Second chance for Olson

Times Staff Writer

Ben Olson in, Patrick Cowan out.

If there is a silver lining for UCLA to its revolving door at quarterback, it is that the injuries have been spaced out.

Cowan, who started Saturday night in place of an injured Olson, will be out at least three weeks after suffering a partially torn medial collateral ligament in his right knee. Olson, meanwhile, has been pronounced physically fit after experiencing headaches and nausea last week, though the Bruins will have to wait until Saturday’s game at Oregon State to find out whether his game has mended.

Behind Cowan’s erratic yet at times effective play, the Bruins scratched out a 44-31 victory over Washington on Saturday. Cowan’s creativity pushed the Bruins along on scoring drives until he was injured early in the fourth quarter.


“We definitely need to see that from Ben, from an improvement standpoint,” Coach Karl Dorrell said. “I know he is disgusted with how he played in the Utah game. I know he’s working hard already, trying to get himself ready to have a great game.”

Olson followed up a tremendous opening game at Stanford with two mediocre performances, one in the 44-6 loss to Utah on Sept. 15. He threw five touchdown passes in the 45-17 victory over Stanford but none in his two games since and ranks 69th nationally in passing efficiency.

“Now is his chance to get back in there and keep leading this group,” Dorrell said. “He understands to bring up his game a little bit.”

But, Dorrell said, “He’s not, ‘Oh I’m worried about it.’ He’s more excited, ‘Hey, this is my chance again. I saw what happened, let’s go get it fixed.’ ”

As to how Bruins players will react to yet another change at quarterback, running back Kahlil Bell said, “We got to protect him, we got to believe in him, we got to trust him. You got to know he’s your leader, so whether it’s Ben or Pat, whoever the guy is taking the snaps and breaking the huddle, we need to look at him like this is our guy, this is who we’re going to ride with.”

Olson’s job could be made easier if the running game is as effective this week as it was against the Huskies. Chris Markey gained 193 yards and Bell had 109 as the Bruins rolled up 333 yards on the ground.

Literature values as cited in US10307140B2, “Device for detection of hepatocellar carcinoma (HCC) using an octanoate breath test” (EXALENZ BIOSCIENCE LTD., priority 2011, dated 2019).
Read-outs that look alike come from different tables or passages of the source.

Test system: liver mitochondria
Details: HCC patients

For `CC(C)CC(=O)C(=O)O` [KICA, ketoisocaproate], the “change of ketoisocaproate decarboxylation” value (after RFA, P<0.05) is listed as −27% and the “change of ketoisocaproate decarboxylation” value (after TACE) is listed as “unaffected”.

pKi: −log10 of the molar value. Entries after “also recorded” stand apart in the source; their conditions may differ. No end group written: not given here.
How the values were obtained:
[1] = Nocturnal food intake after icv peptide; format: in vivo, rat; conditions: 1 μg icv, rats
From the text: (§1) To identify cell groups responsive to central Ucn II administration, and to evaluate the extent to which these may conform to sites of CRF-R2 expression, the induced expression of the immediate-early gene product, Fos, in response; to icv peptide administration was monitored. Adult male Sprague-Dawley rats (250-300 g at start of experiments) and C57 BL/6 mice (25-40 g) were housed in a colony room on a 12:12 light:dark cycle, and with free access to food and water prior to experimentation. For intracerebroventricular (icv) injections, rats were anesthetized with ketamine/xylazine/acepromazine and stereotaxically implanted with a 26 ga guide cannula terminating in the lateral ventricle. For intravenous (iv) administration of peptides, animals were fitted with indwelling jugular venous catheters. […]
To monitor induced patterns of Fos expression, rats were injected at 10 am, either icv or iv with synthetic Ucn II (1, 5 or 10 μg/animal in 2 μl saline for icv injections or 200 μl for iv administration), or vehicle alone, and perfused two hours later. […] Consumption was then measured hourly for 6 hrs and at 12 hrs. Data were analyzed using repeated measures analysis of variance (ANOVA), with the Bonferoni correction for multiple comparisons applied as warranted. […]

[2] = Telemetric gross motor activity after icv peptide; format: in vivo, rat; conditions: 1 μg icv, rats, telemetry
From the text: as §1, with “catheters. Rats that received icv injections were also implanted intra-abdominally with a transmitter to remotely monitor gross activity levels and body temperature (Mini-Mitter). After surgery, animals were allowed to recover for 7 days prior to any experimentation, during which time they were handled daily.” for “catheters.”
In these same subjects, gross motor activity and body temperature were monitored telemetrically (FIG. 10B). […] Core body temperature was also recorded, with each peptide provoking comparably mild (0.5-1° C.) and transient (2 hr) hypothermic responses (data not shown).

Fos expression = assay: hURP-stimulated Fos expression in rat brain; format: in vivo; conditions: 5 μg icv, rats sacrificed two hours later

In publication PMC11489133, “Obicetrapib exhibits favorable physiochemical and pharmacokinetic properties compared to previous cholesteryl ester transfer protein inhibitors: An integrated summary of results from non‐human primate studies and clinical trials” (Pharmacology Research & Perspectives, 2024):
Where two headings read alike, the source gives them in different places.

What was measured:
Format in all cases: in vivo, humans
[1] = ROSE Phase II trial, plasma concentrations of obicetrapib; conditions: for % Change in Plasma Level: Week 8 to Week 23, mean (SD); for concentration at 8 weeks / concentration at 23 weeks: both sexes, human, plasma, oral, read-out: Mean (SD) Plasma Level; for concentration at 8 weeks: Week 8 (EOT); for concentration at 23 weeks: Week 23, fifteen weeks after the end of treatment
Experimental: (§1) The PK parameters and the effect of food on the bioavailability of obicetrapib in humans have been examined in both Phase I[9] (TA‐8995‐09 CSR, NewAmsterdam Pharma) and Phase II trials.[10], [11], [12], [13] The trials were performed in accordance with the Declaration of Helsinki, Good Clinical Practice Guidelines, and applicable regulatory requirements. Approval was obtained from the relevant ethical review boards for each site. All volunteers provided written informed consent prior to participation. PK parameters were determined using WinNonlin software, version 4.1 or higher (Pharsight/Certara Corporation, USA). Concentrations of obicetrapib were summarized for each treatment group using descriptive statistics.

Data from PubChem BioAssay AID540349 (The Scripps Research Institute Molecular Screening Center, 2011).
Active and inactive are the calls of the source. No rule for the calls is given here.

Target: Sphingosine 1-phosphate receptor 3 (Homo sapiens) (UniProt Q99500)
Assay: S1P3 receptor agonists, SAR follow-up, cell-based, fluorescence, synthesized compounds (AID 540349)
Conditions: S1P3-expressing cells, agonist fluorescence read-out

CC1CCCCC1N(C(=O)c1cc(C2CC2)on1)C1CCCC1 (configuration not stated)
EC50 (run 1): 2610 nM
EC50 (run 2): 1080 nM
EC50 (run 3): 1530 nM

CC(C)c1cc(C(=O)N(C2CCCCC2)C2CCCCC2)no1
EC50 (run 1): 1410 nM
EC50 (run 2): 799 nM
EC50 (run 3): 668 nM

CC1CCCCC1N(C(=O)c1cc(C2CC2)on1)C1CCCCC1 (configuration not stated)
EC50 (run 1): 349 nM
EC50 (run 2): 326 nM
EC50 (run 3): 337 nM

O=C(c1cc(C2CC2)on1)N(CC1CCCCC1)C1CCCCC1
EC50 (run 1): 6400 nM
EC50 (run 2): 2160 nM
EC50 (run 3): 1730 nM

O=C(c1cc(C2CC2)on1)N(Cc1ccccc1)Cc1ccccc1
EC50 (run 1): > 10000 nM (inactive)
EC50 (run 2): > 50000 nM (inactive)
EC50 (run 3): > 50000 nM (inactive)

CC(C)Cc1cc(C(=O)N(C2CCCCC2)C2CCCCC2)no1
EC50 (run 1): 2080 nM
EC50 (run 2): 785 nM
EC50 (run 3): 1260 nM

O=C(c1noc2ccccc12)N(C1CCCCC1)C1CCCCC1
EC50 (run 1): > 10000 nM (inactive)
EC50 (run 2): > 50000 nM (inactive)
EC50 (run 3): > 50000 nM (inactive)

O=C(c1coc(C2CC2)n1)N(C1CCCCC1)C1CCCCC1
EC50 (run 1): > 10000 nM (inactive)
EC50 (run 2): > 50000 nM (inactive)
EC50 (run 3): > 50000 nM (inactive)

But approximating that level of productivity may prove difficult against Oregon State, which is ranked No. 2 in the nation against the run, giving up only 29.5 yards per game.

“Right now, they’re playing as good a defense as there is in the conference,” Dorrell said.

The Beavers, though, are not the issue, according to Bell.

“If we can go out and establish ourselves and be physical from the jump, we can just grind teams,” said Bell, who is third in the Pac-10 in rushing at 110.5 yards per game. “Then we come back and throw the ball, too. That’s pretty hard to stop.

“It’s all in the mind-set. Once we get the mind-set that we are the best team in this conference, that we can run the ball, that we can pass the ball, that we can do anything we want to do at will, then we’re going to be a pretty good team.”

This will be the Bruins’ first game in Corvallis since 2002. Dorrell has not gone there as a UCLA head coach or player.

“The last time I was there was 1999, when I was the offensive coordinator at Washington,” Dorrell said. “We won.”


UCLA has lost five of its last seven road games, a disturbing trend that is somewhat understandable to Bell.

“When you go into other people’s houses, you’re going to get their best shot,” he said. “When you go in someone else’s house, you’re not just going to go eat in their refrigerator and take their TV. That’s how those teams feel. We’re coming to disrespect them in their own house.”

Wide receiver Gavin Ketchum is out this week, though X-rays on his sprained right ankle were negative.